The “Internet of Things” (IoT) is all the buzz in the tech world. From Google acquiring Nest and Apple announcing the HomeKit, these connected devices are being introduced to make life as we know it easier.
There’s one thing that’s not-so-easy though: standards.
As the Internet of Things and its standards become more of a hot topic, tech companies are flocking to both join and create their own IoT standards groups, organizations, and consortiums.
There’s a necessity to work together regarding IoT standards and rallying behind one set of standards will significantly push the IoT space forward.
Here’s a quick overview of some of the big players among current IoT standards groups.
Internet Protocol for Smart Objects (IPSO) Alliance
The IPSO Alliance is a global, non-profit forum seeking to establish the Internet Protocol as the network for the connection of smart objects in energy, consumer, healthcare, and industrial applications.
The IPSO Alliance was one of the first standards groups to hit the IoT industry and continues to complement the work of other entities, such as the Internet Engineering Task Force (IETF) and the Institute of Electrical and Electronics Engineers (IEEE). The IPSO Alliance is no quiet group though. They provide webinars and white papers, and can be found sponsoring many different IoT-related events. In addition, the IPSO Alliance began their own competition in 2013 called the “IPSO Challenge.” This challenge is used to showcase the use of Internet Protocol in applications enabling the IoT. The winner receives a cash prize as well as some other bonuses and publicity.
Industrial Internet Consortium (IIC)
The IIC is a newly formed, non-profit consortium looking to make big data more accessible through the development, adoption, and widespread use of interconnected machines and the people who use them.
The IIC feels technologies ranging from simple, everyday objects to high-powered, industrial machines could be made better by making them smart and connected to the rest of the world. In order for these smart things to work together, the IIC is working to identify requirements for open interoperability standards and to define common architectures to connect smart devices, its data and people. The IIC is managed by the Object Management Group, another non-profit group dedicated to computer industry standards.
The AllSeen Alliance is a non-profit group dedicated to supporting the Internet of Everything (IoE) through enabling and driving the adoption and innovation of its products, systems, and services in homes and across multiple industries.
The AllSeen Alliance is the 11th Linux Foundation Collaborative Project and its framework is based on the AllJoyn open source project. The AllSeen Alliance recognizes that no one company can accomplish the level of interoperability required to support the IoE and therefore depends on its members to contribute software and engineering resources as part of their collaboration to advance its development.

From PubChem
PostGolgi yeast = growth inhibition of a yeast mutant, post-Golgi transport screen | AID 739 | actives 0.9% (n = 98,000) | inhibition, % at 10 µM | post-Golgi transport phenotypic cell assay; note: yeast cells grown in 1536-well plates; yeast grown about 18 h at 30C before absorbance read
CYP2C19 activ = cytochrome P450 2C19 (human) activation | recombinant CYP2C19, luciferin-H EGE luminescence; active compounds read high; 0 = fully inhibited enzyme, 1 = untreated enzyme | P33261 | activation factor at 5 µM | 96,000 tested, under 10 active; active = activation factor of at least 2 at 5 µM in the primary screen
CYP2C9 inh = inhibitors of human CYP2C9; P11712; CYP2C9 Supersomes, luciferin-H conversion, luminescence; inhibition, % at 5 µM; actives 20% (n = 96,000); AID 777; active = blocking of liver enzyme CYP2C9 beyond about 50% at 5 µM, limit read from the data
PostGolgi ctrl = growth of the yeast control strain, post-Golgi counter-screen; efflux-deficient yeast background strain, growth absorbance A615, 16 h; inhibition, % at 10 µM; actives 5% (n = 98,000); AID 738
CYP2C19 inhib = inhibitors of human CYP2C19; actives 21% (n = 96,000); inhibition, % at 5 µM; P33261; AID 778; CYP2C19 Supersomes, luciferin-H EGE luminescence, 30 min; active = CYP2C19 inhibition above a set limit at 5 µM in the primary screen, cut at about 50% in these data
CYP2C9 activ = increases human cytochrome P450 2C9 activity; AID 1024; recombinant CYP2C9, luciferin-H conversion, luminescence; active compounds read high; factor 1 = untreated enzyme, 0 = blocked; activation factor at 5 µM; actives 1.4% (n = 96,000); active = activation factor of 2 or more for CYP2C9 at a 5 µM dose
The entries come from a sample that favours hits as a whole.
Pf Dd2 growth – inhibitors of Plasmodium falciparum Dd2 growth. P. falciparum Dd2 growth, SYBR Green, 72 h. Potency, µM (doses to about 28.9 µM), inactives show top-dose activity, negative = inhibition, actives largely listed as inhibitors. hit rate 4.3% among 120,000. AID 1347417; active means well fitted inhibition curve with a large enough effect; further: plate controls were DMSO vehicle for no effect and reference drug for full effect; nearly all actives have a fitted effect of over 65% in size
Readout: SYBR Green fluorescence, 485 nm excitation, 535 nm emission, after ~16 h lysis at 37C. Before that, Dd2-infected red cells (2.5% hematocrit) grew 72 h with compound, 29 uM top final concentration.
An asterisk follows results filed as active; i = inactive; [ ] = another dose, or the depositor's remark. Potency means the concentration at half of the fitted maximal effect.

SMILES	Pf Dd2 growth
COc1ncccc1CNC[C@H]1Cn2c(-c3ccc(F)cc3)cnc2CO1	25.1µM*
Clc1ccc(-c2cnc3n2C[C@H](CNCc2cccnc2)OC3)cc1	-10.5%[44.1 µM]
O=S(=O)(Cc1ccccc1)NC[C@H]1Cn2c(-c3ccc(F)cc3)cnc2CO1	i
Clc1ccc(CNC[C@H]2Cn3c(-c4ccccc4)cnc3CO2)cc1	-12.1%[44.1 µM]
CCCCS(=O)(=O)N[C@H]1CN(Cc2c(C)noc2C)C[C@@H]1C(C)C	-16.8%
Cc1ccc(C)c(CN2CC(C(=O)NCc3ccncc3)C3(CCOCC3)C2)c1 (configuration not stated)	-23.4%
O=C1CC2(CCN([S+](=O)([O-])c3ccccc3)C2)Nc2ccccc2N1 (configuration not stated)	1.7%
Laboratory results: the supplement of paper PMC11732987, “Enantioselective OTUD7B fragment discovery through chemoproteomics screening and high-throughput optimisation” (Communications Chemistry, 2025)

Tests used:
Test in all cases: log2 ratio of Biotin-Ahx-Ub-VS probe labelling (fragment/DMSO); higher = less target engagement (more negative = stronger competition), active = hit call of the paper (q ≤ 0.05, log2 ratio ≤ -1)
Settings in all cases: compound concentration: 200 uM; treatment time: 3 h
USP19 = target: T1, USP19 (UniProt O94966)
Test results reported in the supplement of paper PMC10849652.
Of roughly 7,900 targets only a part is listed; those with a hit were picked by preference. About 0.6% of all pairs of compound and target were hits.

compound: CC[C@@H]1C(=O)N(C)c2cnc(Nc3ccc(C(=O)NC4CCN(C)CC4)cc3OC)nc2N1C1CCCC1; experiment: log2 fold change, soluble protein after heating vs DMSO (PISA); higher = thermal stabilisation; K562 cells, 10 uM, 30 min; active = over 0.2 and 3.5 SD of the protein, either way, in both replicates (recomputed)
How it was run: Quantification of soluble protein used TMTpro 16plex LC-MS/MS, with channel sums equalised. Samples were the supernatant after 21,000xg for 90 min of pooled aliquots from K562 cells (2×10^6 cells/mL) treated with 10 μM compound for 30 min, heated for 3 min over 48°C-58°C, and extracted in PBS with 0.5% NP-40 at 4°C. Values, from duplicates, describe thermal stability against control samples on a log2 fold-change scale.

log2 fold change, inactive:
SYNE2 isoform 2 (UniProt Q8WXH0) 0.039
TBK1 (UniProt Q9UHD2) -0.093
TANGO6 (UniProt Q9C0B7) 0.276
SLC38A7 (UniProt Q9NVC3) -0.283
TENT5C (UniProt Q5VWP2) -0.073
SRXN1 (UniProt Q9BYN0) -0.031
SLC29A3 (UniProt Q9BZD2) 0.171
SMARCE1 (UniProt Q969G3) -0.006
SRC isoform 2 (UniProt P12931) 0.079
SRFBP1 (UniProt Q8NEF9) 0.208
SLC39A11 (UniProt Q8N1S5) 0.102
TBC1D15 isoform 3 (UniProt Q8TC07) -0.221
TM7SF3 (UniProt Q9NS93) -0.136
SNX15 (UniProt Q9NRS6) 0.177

The Thread Group is a marketing education group that offers product certification to ensure security and interoperability of products around the home.
Although the Thread Group says they are not just another standards body, they have identified the necessity for a low-power, mesh network in addition to Wi-Fi to be used for connecting the objects in a home. The Thread Group has now started to work on a new, wireless mesh protocol to provide a solution to this need.
The Thread Group is open to all companies, however it will not start accepting applications until later in 2014. Starting in the first half of 2015, these members will be able to participate in a product certification program that follows their IoT networking protocol.
Open Interconnect Consortium (OIC)
The OIC is a consortium, announced only a week before Thread, focused on creating a standard specification and an open source project to address the push for interoperability of IoT devices.
The OIC wants to connect the next 25 billion smart devices that are expected to emerge by 2020 by defining a full and standard communications framework to enable all applications over a broad range of vertical markets. As with the other standards groups mentioned, the OIC believe that interoperability between objects is necessary and a standard, open source implementation is the best way to do this.
As of now, the OIC does not seem to be making as big of a splash into the IoT standards wars, but there is room for them to grow in the future. The OIC encourages other companies with their same goals in mind to join; however, they are not accepting applications yet and it is unknown when they will.
Adam Justice is vice president and general manager of Grid Connect, a manufacturer and distributor of the ConnectSense product line of wireless sensors.